May 10, 1942 – September 1, 2011
On September 1, 2011 the Berlin Heritage Foundation lost an integral and vital member of our Board of Directors, one of our founding trustees, Edward Hammond. He was a dedicated proponent of our restoration efforts and an amazing source of information on our local history. All of us who were privileged to know and work with Ed miss his leadership and friendship. As a small memorial to him and his dedication to the Berlin Heritage Foundation and the Calvin B. Taylor House Museum, we would like to share here his obituary, the story of his life in his own words.
Reprinted from The Daily Times, Saturday, September 3,2011, page A4
Edward Hopkins Hammond Jr.
BERLIN – Edward Hopkins Hammond Jr. died Thursday, Sept. 1, 2011.
Mr. Hammond proudly traced his ancestry to Mark Hammond, who migrated from England to the Eastern Shore of Virginia in 1634. Mark’s son, Edward Hammond, immigrated to Queponco in Somerset (now Worcester) County in 1677. In 1832, Elizabeth Victor Hammond, widow of Mark’s great-grandson, moved to Burley Manor in Berlin.
Mr. Hammond was, however, born in Atlanta, during World War II. His father, an attorney with the Justice Department, feared the Germans would bomb Washington, where the family then lived, so he sent his wife, Grace, to her parents, Judge and Mrs. Arthur Gray Powell of Atlanta. For that reason, Mr. Hammond was born in what later became right center field of Atlanta Stadium, then the location of the maternity wing of Piedmont Hospital. He joined his sister, Ann.
The family lived in Spring Valley, Washington, until 1945, when they moved home to Burley Manor. Mr. Hammond always insisted on the proper spelling of “Burley” as opposed to “Burleigh.”
Mr. Hammond spent a happy childhood in Berlin filled with activities such as Scouting, days on his father’s sailboat, Curlew, and attending St. Paul’s Sunday School. In 1955, he matriculated at St. Andrew’s School in Middletown, Del., from which he graduated in 1960, by his account with little academic distinction. While at St. Andrew’s he was an undefeated wrestler, winning silver and bronze medals in the state wrestling tournament. He was also selected to play in the Blue-Gold All-Star football game; however, he declined the offer in deference and preference to his dedication to his summer job of being a beach boy in Ocean City.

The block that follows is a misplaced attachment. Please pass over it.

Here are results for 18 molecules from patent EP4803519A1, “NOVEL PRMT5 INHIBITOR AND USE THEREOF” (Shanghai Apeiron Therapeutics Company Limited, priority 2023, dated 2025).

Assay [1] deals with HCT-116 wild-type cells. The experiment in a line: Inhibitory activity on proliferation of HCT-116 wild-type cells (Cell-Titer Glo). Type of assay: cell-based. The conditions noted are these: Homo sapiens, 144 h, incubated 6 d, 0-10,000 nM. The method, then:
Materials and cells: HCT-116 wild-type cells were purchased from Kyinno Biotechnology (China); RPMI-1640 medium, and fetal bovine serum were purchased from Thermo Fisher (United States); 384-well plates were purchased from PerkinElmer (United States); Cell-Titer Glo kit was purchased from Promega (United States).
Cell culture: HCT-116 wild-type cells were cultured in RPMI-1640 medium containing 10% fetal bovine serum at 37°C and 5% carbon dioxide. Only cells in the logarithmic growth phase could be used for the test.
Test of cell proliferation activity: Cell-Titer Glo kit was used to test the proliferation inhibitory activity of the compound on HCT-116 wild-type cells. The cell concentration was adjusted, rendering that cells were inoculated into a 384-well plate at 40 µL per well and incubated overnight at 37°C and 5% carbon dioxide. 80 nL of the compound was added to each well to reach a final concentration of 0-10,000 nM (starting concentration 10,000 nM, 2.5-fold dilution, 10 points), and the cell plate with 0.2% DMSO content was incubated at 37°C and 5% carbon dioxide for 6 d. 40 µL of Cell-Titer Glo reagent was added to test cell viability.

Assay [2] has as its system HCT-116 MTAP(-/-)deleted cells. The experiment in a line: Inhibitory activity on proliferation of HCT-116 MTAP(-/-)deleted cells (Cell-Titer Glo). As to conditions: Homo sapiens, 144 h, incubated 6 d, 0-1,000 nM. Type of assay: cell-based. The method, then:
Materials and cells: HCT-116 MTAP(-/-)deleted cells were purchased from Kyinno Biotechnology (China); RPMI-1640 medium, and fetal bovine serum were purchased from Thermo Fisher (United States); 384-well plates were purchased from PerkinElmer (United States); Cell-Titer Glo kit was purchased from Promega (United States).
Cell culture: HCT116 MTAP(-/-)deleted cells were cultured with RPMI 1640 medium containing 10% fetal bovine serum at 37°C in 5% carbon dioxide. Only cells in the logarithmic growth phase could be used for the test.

Having frittered away his academic career at St. Andrew’s, he was faced with going to, what he was told, was a less competitive college, the University of Georgia. After his arrival in Athens in the fall of 1960, he found that what he had heard about the University of Georgia was in fact true. He also found the Kappa Alpha Order, of which he became an ardent brother, and of which he served as athletic chairman.
His academic efforts at Georgia were much akin to those at St. Andrew’s until his junior year, at which time he realized that he had better do something, so he made the dean’s list and took the law school exam. He did extremely well and was admitted to the University of Georgia Law School after three years of college. After his first year of law school, he married his college sweetheart, Page Smoot, and made the decision to return to Berlin. After his second year, he transferred to the University of Maryland Law School in Baltimore, from which he graduated in 1966. He worked for the law firm of Marcus J. Williams and Joanne B. Johnson before entering the Army and serving the two year commitment that he acquired by accepting an ROTC commission in the Medical Service Corps.
While on active duty in the Army, he served as company commander of the patients at Brooke General Hospital in San Antonio commanding approximately 1,800 men. He loved to recount some of the interesting things that happened to him during that dark time at the height of the Vietnam War.